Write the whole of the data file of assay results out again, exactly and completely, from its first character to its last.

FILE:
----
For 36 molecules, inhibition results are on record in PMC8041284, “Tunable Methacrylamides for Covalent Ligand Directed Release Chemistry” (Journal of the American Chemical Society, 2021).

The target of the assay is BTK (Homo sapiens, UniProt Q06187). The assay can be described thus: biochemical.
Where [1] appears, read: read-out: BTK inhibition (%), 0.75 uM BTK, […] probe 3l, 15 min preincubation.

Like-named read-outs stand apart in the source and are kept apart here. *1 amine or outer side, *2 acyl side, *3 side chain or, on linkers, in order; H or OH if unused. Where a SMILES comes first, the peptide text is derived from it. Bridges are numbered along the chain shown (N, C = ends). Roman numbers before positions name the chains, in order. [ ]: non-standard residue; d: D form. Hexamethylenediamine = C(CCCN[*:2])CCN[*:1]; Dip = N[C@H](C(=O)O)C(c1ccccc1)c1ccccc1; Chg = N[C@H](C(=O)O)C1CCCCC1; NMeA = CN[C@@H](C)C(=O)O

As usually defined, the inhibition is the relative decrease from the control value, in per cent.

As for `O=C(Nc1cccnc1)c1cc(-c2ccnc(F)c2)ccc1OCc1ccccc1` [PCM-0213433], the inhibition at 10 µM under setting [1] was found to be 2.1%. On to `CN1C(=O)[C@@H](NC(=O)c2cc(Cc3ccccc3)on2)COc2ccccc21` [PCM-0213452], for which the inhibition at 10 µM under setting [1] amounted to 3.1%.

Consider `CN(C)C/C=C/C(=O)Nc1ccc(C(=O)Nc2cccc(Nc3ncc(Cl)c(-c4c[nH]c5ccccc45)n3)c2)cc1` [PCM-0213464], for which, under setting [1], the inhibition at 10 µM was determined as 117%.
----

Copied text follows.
For 36 molecules, inhibition results are on record in PMC8041284, “Tunable Methacrylamides for Covalent Ligand Directed Release Chemistry” (Journal of the American Chemical Society, 2021).

The target of the assay is BTK (Homo sapiens, UniProt Q06187). The assay can be described thus: biochemical.
Where [1] appears, read: read-out: BTK inhibition (%), 0.75 uM BTK, […] probe 3l, 15 min preincubation.

Like-named read-outs stand apart in the source and are kept apart here. *1 amine or outer side, *2 acyl side, *3 side chain or, on linkers, in order; H or OH if unused. Where a SMILES comes first, the peptide text is derived from it. Bridges are numbered along the chain shown (N, C = ends). Roman numbers before positions name the chains, in order. [ ]: non-standard residue; d: D form. Hexamethylenediamine = C(CCCN[*:2])CCN[*:1]; Dip = N[C@H](C(=O)O)C(c1ccccc1)c1ccccc1; Chg = N[C@H](C(=O)O)C1CCCCC1; NMeA = CN[C@@H](C)C(=O)O

As usually defined, the inhibition is the relative decrease from the control value, in per cent.

As for `O=C(Nc1cccnc1)c1cc(-c2ccnc(F)c2)ccc1OCc1ccccc1` [PCM-0213433], the inhibition at 10 µM under setting [1] was found to be 2.1%. On to `CN1C(=O)[C@@H](NC(=O)c2cc(Cc3ccccc3)on2)COc2ccccc21` [PCM-0213452], for which the inhibition at 10 µM under setting [1] amounted to 3.1%.

Consider `CN(C)C/C=C/C(=O)Nc1ccc(C(=O)Nc2cccc(Nc3ncc(Cl)c(-c4c[nH]c5ccccc45)n3)c2)cc1` [PCM-0213464], for which, under setting [1], the inhibition at 10 µM was determined as 117%.